We made it. All the months of hype and speculation led to this. The 2021 NFL draft is officially in the books, and the ripple effects from the past few days could define the league for years to come.
Which teams could see the biggest immediate impacts from this rookie class? Which teams best positioned themselves for the future? And which teams could be kicking themselves when all is said and done?
Without further ado, here are the complete team grades for the 2021 draft. For my first-round-specific grades, check out The Ringer’s NFL draft guide.
LB Zaven Collins, Tulsa (Round 1, Pick 16)
WR Rondale Moore, Purdue (Round 2, Pick 49)
CB Marco Wilson, Florida (Round 4, Pick 136)
EDGE Victor Dimukeje, Duke (Round 6, Pick 210)
CB Tay Gowan, UCF (Round 6, Pick 223)
S James Wiggins, Cincinnati (Round 7, Pick 243)
C Michal Menet, Penn State (Round 7, Pick 247)
The Cardinals made one of the most intriguing picks of the first round when they grabbed Collins at no. 16. The former Tulsa star combines throwback size―he reportedly weighed 270 pounds at combine medical checks―with a new-school skill set, as he has the ability to cover and rush the passer. He’ll man the middle of Arizona’s defense alongside the team’s top 2020 draft pick, Isaiah Simmons, giving the Cardinals what could be the most versatile linebacker duo in the NFL.
In the second round, Arizona took Moore, who will provide quarterback Kyler Murray with another electric pass-catching target. Given that Moore stands just 5-foot-7, my big question is whether he can be a field-stretching deep threat―something this offense desperately needs―or whether he’ll be more of a gadget player who’s used on screens and sweeps near the line of scrimmage. After missing most of the past two seasons to injury, Moore also needs to prove that he can stay healthy.
TE Kyle Pitts, Florida (Round 1, Pick 4)
S Richie Grant, UCF (Round 2, Pick 40)
OT Jalen Mayfield, Michigan (Round 3, Pick 68)
CB Darren Hall, San Diego State (Round 4, Pick 108)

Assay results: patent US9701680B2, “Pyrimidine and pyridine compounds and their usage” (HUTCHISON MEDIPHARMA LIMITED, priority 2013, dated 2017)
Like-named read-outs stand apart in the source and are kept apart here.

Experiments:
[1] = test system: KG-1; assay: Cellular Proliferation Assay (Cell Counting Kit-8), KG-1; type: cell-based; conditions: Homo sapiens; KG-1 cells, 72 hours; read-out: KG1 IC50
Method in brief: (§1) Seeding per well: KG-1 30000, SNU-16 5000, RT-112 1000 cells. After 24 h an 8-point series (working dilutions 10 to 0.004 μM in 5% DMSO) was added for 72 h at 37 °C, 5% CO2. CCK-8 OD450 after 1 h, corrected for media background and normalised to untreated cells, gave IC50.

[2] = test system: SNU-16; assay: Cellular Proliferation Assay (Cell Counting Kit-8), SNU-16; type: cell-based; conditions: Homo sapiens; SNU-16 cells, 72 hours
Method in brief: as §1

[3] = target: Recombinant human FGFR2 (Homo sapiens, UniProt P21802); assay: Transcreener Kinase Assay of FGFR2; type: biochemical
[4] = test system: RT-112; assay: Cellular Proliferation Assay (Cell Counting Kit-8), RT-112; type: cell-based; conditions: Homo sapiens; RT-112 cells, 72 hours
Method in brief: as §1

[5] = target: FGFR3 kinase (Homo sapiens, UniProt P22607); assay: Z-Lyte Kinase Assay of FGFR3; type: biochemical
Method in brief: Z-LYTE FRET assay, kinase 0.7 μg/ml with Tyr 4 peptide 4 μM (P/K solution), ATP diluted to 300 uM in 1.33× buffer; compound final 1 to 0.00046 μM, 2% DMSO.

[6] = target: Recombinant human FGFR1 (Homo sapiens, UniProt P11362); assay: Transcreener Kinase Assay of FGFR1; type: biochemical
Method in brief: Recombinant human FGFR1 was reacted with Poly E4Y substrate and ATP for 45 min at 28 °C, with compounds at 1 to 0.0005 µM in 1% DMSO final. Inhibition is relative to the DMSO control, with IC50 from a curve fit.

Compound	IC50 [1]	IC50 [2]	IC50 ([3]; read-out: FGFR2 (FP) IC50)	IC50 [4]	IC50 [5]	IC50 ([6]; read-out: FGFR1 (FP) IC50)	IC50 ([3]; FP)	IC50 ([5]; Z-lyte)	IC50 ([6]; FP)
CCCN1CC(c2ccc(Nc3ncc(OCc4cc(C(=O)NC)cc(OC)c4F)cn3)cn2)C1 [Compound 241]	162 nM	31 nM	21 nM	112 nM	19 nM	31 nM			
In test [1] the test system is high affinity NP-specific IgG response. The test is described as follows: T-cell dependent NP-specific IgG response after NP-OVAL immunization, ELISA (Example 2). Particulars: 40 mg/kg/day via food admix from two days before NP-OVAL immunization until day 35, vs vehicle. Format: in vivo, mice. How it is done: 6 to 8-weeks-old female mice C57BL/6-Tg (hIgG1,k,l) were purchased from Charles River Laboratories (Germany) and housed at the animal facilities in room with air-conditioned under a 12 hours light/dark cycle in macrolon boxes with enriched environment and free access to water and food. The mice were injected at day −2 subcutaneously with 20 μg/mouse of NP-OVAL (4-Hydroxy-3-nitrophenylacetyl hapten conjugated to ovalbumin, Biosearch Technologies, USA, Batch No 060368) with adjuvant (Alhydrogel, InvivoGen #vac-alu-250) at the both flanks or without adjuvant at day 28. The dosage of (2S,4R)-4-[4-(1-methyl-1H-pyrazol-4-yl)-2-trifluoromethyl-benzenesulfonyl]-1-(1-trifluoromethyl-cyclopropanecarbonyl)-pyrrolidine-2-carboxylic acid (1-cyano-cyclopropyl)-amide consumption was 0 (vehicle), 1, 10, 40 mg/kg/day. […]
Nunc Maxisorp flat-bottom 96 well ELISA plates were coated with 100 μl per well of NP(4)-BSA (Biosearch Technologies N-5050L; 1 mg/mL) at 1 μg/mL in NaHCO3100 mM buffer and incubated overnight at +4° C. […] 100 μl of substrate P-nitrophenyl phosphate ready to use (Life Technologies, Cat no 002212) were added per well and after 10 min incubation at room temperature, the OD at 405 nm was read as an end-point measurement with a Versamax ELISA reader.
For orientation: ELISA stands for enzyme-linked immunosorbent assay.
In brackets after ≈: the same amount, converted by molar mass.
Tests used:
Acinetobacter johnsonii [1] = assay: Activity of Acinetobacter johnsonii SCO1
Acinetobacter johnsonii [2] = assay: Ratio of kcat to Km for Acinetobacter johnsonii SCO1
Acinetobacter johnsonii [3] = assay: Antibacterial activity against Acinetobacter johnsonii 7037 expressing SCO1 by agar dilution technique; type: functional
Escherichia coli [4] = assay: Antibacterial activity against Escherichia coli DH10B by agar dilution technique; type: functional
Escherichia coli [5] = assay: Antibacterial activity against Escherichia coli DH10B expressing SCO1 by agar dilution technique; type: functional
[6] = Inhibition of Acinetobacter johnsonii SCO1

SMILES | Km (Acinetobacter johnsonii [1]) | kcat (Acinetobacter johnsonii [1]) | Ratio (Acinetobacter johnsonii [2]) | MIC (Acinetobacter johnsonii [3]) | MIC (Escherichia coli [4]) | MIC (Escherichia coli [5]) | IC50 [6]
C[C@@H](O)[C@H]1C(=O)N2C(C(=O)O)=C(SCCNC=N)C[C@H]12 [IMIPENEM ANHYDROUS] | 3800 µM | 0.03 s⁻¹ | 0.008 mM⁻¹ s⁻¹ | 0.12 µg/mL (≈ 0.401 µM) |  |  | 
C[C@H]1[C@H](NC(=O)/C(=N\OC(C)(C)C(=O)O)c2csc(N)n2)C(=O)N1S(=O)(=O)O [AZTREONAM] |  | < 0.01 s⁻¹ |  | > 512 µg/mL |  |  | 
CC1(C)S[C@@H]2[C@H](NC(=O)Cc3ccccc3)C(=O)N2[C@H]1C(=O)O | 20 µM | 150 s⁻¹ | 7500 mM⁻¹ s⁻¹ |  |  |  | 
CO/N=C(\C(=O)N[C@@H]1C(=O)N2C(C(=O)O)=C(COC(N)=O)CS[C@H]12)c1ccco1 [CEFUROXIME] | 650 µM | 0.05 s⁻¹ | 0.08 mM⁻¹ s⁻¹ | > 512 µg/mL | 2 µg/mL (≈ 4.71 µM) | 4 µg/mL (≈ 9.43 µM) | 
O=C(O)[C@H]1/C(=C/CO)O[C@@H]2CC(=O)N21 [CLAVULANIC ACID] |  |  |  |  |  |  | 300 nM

C Drew Dalman, Stanford (Round 4, Pick 114)
DT Ta’Quon Graham, Texas (Round 5, Pick 148)
DE Adetokunbo Ogundeji, Notre Dame (Round 5, Pick 182)
CB Avery Williams, Boise State (Round 5, Pick 183)
WR Frank Darby, Arizona State (Round 6, Pick 187)
The Falcons effectively bolstered soon-to-be 36-year-old quarterback Matt Ryan’s supporting cast, especially with their first pick. Pitts is the crown jewel of Atlanta’s haul: He’s probably the most talented non-quarterback in this draft, and the athletic playmaker with rare pass-catching talent will team up with Julio Jones and Calvin Ridley to give this offense one of the league’s most frightening skill-position groups. Adding Mayfield in the third round and Dalman in the fourth also gives Atlanta a whole lot more depth on the offensive line. The Falcons are betting on Ryan―their draft sends a clear message that 2021 won’t be a rebuild; they’re looking to contend.
WR Rashod Bateman, Minnesota (Round 1, Pick 27)
EDGE Jayson Oweh, Penn State (Round 1, Pick 31)
OG Ben Cleveland, Georgia (Round 3, Pick 94)
CB Brandon Stephens, SMU (Round 3, Pick 104)
WR Tylan Wallace, Oklahoma State (Round 4, Pick 131)
CB Shaun Wade, Ohio State (Round 5, Pick 160)
EDGE Daelin Hayes, Notre Dame (Round 5, Pick 171)
FB Ben Mason, Michigan (Round 5, Pick 184)
The Ravens had a characteristically solid draft on both sides of the ball. Defensively, they brought in one of the most intriguing prospects in this entire class: Oweh posted underwhelming production in college, but he brings elite athletic traits to develop in the pros. I trust the Ravens to coach him up and cultivate his potential.
Offensively, Baltimore did exactly what it needed to do, surrounding Lamar Jackson with some much-needed pass-catching talent. Bateman is a long, athletic, and skilled wideout who could emerge as a true no. 1-type receiver; if he does, that would allow Marquise Brown to shift to a more logical no. 2 role. Grabbing Wallace in the fourth round looks like a great value too, as he adds a big-play, contested-catch specialist to Jackson’s receiving corps. Factor in Cleveland, who looks like the Mountain from Game of Thrones, and I like what Baltimore has done.
EDGE Gregory Rousseau, Miami (Round 1, Pick 30)
EDGE Carlos Basham, Wake Forest (Round 2, Pick 61)
OT Spencer Brown, Northern Iowa (Round 3, Pick 93)
OT Tommy Doyle, Miami (Ohio) (Round 5, Pick 161)
WR Marquez Stevenson, Houston (Round 6, Pick 203)
S Damar Hamlin, Pittsburgh (Round 6, Pick 212)
CB Rachad Wildgoose, Wisconsin (Round 6, Pick 213)
G Jack Anderson, Texas Tech (Round 7, Pick 236)
The Bills got a whole lot tougher in the trenches by grabbing a pair of high-upside power rushers with their first two picks. I like that they’re adding some youth to an aging pass-rush group, and Rousseau and Bahsam both offer intriguing upside and should contribute in rotational roles immediately. On the offensive line, Brown and Doyle are exciting developmental tackles who have length, athleticism, and the potential to start down the line. While Buffalo’s draft wasn’t flashy, it improved the team’s roster heading into the 2021 campaign.
CB Jaycee Horn, South Carolina (Round 1, Pick 8)
WR Terrace Marshall Jr., LSU (Round 2, Pick 59)
OT Brady Christensen, BYU (Round 3, Pick 70)